I use the term "banded scale armour" for the Byzantine armour there - although I suppose it is more a hybrid of scale (in that metal plates are attached to a leather strip) and lamellar (in that the leather strips are laced together), as opposed to what I term "banded armour" - which is technology like the manica and segmentata and certain types of articulation on later plate harnesses, using rivets and internal leathers.

I would hesitate to use the terms "lamellar" or "scale" in isolation when referring to such an armour.
Nadeem Ahmad

Eran ud Turan - reconstructing the Iranian and Indian world between Alexander and Islam
https://www.facebook.com/eranudturan
Reply
#43
Quote:
Dan Howard post=354566 Wrote:Only illustrations and sculptures. No surviving examples.

But I think the illustrations and sculptures only show the edging on the shoulder flaps of the old-style hamata, which was built like a linothorax. The Vachères warrior clearly has edging on the shoulder-pieces of his mail, but not at the ends of the 'sleeves'. Quite possibly these shoulder 'yoke' pieces were backed with leather anyway, and intended to be quite stiff.

Unless there are some other depictions clearly showing leather edging at the hem of the mail, and considering the decorative bronze or copper edging that turns up in the archaeological record, we must surely assume that no leather or fabric edging was used on Roman mail and thus there were no integral liners, whatever might have been done in the medieval world?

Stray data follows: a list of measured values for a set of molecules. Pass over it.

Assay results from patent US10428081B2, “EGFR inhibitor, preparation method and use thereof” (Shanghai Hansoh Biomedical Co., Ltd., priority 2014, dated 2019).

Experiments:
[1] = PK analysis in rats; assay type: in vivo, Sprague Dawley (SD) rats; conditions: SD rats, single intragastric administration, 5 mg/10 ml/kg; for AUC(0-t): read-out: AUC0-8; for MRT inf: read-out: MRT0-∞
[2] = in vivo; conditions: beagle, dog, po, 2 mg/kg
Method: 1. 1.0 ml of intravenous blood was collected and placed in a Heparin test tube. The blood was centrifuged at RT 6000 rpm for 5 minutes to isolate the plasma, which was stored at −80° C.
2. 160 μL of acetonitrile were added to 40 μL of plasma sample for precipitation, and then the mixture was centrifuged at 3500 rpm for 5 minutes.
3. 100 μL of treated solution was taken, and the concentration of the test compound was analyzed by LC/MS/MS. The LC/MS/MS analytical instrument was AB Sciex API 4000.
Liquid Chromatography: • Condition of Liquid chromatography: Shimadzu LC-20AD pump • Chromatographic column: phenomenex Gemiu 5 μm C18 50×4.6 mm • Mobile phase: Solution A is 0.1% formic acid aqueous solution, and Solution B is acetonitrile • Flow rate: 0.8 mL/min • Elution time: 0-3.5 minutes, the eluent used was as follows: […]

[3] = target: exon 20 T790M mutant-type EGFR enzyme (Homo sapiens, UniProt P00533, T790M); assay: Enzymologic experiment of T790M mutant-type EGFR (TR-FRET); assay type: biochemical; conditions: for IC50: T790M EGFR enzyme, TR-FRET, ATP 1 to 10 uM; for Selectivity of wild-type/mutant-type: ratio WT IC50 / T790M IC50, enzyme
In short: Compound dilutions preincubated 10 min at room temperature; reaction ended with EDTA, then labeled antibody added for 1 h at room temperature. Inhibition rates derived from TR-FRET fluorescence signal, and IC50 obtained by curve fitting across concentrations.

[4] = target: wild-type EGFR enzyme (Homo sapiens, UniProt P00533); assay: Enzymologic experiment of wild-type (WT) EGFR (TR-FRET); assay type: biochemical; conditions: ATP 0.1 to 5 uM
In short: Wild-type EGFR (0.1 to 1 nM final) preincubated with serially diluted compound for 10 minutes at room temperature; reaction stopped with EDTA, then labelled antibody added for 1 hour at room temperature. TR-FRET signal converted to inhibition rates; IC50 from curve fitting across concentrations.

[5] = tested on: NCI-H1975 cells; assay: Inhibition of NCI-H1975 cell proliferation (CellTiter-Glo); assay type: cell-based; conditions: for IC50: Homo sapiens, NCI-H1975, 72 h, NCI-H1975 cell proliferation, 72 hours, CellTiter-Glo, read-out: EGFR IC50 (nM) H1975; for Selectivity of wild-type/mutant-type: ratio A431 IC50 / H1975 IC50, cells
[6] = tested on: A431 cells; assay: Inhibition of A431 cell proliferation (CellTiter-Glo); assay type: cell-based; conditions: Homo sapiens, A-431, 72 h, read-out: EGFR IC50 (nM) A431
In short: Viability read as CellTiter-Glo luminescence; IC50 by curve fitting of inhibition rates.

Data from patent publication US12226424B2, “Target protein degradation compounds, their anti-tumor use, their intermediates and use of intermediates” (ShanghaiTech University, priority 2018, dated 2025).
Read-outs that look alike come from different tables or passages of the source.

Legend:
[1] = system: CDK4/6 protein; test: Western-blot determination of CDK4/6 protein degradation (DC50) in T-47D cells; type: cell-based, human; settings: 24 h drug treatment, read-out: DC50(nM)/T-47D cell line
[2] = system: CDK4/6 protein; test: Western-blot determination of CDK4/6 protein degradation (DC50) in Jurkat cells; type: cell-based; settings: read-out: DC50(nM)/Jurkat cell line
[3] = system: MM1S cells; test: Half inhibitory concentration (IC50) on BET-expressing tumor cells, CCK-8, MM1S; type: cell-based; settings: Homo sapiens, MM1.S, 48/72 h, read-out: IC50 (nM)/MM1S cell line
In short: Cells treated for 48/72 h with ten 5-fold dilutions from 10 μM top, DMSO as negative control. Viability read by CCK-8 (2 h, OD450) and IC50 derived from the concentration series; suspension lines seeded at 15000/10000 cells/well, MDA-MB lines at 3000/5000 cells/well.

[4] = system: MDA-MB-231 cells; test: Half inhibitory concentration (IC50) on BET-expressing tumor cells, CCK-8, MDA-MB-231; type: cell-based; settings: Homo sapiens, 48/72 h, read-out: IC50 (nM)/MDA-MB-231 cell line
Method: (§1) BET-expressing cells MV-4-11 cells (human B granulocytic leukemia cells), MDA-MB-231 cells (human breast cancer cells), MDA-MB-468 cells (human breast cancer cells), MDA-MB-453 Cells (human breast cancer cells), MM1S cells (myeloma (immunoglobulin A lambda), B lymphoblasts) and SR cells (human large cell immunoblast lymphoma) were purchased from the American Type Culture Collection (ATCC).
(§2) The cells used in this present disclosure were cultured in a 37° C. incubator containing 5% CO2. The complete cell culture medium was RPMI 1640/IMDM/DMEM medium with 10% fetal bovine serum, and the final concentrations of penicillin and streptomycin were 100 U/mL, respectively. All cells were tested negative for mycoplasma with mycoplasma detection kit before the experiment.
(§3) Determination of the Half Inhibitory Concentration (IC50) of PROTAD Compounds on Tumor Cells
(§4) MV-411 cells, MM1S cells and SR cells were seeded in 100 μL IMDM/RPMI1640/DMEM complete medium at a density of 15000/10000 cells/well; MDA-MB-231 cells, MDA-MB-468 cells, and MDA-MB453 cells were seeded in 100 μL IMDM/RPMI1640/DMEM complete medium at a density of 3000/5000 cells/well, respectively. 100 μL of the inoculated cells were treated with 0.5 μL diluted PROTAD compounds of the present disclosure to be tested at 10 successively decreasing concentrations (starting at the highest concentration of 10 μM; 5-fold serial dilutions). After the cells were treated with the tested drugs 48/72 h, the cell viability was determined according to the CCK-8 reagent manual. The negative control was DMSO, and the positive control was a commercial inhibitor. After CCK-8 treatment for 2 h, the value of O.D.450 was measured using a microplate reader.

That's certainly possible. A lot of us are basing our conclusions on the unproved premise that mail can't be worn without some kind of padding - integrated or otherwise.
Author: Bronze Age Military Equipment, Pen & Sword Books
Reply
#44
"unproved premise"

I'm sincerely amused you wrote this down. Tens of thousands of warriors roll in their graves. As for me, I shall wear my mail with padding - not a huge fan of broken collarbones and ribs. Also of fractured sternums,
Kis György Márk (by western standards, György Márk Kis)

Legio Leonum Valentiniani

www.legioleonum.hu
Reply
#45
I think mail was indeed worn without padding. I just think padding started coming along in the 4th century as different shield shape and longer weapons (e.g. Spatha and Contus) meant you were getting hit in the body more. Hence it's heavy use in the medieval era.

I think it's an evolution. Just like Helmets.

Also, looking at Beatson's reconstruction this is how I always thought the Byzantine "Banded" Lamellar was assembled. Except I thought the Edging was also a backing, but the backing wasn't part of the structure of the Lamellar.
Reply


Forum Jump: